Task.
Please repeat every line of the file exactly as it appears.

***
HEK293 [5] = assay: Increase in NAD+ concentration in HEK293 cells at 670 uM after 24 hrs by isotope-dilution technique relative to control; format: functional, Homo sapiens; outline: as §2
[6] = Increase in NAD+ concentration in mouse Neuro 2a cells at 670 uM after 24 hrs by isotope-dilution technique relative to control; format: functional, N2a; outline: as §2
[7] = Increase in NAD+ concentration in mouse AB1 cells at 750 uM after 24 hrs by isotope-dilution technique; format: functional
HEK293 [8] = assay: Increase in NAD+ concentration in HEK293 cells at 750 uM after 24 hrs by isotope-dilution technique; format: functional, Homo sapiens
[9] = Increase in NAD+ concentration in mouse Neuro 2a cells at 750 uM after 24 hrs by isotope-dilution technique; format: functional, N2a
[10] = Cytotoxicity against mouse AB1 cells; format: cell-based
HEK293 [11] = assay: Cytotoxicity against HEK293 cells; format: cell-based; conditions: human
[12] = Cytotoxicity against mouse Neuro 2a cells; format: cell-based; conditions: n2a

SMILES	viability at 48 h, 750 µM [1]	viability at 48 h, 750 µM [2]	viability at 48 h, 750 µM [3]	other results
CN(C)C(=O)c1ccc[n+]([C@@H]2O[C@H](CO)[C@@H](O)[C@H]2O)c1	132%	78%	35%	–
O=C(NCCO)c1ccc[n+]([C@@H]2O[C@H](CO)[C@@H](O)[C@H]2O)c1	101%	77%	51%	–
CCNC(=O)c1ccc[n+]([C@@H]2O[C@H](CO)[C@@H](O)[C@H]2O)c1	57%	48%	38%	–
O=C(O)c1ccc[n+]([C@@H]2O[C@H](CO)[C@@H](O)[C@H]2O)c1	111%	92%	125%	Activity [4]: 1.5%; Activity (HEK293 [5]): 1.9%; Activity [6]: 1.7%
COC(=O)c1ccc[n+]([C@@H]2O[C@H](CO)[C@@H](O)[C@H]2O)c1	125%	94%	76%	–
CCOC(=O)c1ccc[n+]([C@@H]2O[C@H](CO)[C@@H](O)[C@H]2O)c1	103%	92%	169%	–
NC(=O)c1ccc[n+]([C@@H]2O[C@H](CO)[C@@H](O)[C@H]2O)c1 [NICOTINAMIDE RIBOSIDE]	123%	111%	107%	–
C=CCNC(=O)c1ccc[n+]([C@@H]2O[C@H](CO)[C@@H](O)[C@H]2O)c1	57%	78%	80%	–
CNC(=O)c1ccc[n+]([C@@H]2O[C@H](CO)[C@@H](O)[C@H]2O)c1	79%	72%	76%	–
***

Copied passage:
HEK293 [5] = assay: Increase in NAD+ concentration in HEK293 cells at 670 uM after 24 hrs by isotope-dilution technique relative to control; format: functional, Homo sapiens; outline: as §2
[6] = Increase in NAD+ concentration in mouse Neuro 2a cells at 670 uM after 24 hrs by isotope-dilution technique relative to control; format: functional, N2a; outline: as §2
[7] = Increase in NAD+ concentration in mouse AB1 cells at 750 uM after 24 hrs by isotope-dilution technique; format: functional
HEK293 [8] = assay: Increase in NAD+ concentration in HEK293 cells at 750 uM after 24 hrs by isotope-dilution technique; format: functional, Homo sapiens
[9] = Increase in NAD+ concentration in mouse Neuro 2a cells at 750 uM after 24 hrs by isotope-dilution technique; format: functional, N2a
[10] = Cytotoxicity against mouse AB1 cells; format: cell-based
HEK293 [11] = assay: Cytotoxicity against HEK293 cells; format: cell-based; conditions: human
[12] = Cytotoxicity against mouse Neuro 2a cells; format: cell-based; conditions: n2a

SMILES	viability at 48 h, 750 µM [1]	viability at 48 h, 750 µM [2]	viability at 48 h, 750 µM [3]	other results
CN(C)C(=O)c1ccc[n+]([C@@H]2O[C@H](CO)[C@@H](O)[C@H]2O)c1	132%	78%	35%	–
O=C(NCCO)c1ccc[n+]([C@@H]2O[C@H](CO)[C@@H](O)[C@H]2O)c1	101%	77%	51%	–
CCNC(=O)c1ccc[n+]([C@@H]2O[C@H](CO)[C@@H](O)[C@H]2O)c1	57%	48%	38%	–
O=C(O)c1ccc[n+]([C@@H]2O[C@H](CO)[C@@H](O)[C@H]2O)c1	111%	92%	125%	Activity [4]: 1.5%; Activity (HEK293 [5]): 1.9%; Activity [6]: 1.7%
COC(=O)c1ccc[n+]([C@@H]2O[C@H](CO)[C@@H](O)[C@H]2O)c1	125%	94%	76%	–
CCOC(=O)c1ccc[n+]([C@@H]2O[C@H](CO)[C@@H](O)[C@H]2O)c1	103%	92%	169%	–
NC(=O)c1ccc[n+]([C@@H]2O[C@H](CO)[C@@H](O)[C@H]2O)c1 [NICOTINAMIDE RIBOSIDE]	123%	111%	107%	–
C=CCNC(=O)c1ccc[n+]([C@@H]2O[C@H](CO)[C@@H](O)[C@H]2O)c1	57%	78%	80%	–
CNC(=O)c1ccc[n+]([C@@H]2O[C@H](CO)[C@@H](O)[C@H]2O)c1	79%	72%	76%	–